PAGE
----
Tencent international gaming revenue increases while domestic earnings fall

Quick Take

  • Tencent saw a 3% increase in its international gaming revenue, but a 7% drop domestically.
  • The Chinese tech giant posted a drop in revenue for the second quarter in a row.
  • Time spent playing games by minors decreased 92% year-on-year due to new local regulations.

Tencent, the world's largest gaming company, saw a 3% increase in its international gaming revenue to $1.65 billion in the third quarter as domestic Chinese revenue dropped 7% following two years of tech industry crackdowns.

Regulations introduced last year limiting minors’ access to games have hit demand within the country. Time spent playing games by minors decreased 92% year-on-year and they accounted for just 0.7% of time spent playing overall in July, Tencent reported, according to the company's third quarter earnings report.

The number of adult Daily Active Users (DAUs) increased by a double-digit year-on-year growth rate, while total time spent Tencent's PC and mobile games increased by a single-digit percentage year-on-year.

Chinese companies across the board have been hit hard as the local economy struggles under the weight of ongoing Covid-19 restrictions. Entry and exit from the country remains restricted, while ongoing lockdowns in major cities have led to rare protests from fed-up citizens.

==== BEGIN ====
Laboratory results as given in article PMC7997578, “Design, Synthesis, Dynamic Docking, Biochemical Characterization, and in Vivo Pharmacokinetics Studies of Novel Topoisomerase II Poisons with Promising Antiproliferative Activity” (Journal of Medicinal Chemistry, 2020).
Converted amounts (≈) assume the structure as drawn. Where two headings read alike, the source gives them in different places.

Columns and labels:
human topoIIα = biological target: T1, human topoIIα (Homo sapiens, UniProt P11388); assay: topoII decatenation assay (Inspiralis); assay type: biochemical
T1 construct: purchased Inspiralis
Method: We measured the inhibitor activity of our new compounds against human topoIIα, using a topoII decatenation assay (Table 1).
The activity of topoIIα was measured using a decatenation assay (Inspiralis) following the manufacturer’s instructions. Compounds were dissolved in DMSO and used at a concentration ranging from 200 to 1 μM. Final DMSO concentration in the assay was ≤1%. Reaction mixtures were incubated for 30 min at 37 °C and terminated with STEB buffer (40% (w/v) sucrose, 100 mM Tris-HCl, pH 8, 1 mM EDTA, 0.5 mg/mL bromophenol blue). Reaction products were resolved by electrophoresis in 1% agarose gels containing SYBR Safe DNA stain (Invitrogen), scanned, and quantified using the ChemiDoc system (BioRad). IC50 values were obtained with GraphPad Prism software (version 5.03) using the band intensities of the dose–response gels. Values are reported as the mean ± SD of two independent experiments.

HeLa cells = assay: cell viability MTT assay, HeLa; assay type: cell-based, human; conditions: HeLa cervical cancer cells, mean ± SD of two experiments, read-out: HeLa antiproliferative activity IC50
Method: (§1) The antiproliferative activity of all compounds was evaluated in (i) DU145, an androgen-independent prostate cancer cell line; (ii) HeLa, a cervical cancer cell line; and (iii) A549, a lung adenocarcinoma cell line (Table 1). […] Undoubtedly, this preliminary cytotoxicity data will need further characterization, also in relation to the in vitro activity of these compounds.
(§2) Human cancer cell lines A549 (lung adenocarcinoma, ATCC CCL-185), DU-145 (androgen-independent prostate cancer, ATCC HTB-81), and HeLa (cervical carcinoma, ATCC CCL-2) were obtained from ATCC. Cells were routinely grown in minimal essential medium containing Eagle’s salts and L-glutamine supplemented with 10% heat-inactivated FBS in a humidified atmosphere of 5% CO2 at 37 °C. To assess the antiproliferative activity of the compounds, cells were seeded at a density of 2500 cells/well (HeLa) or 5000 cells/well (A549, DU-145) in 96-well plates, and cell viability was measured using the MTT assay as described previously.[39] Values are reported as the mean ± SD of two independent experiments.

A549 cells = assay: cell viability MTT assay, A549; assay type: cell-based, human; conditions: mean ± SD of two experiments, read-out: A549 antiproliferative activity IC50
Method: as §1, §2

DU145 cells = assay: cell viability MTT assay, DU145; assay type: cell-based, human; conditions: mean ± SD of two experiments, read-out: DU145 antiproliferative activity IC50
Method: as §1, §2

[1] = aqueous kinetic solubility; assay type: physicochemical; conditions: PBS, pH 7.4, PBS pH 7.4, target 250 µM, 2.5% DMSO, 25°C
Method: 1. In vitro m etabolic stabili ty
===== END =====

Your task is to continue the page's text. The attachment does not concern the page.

Investments abroad

As its ability to produce games for a domestic market weakens — only one game has been approved by censors since they started handing out licenses again in April — Tencent is focusing on investing in gaming firms abroad.

Two months ago, it doubled its stake in French video game company Ubisoft. It’s also developing a new mobile game with Japanese studio Capcom Co for the latter’s Monster Hunter franchise.

Across the entire business, the Chinese tech giant posted a drop in revenue for the second quarter in a row, falling 2% to just below $20 billion from a year earlier.

Tencent will also distribute the large majority of its stake in food delivery company Meituan to shareholders as it once again scales back its exposure to China’s beleaguered tech industry, despite having previously denied it would do so.

The Class B stock, worth over $20 billion, will be distributed in a similar manner to the $16.4 billion stake in commerce platform JD.com which Tencent gave to shareholders last year.

Prior to the previous quarter, Tencent had reported double-digit growth for almost every quarter since going public in 2004.

 


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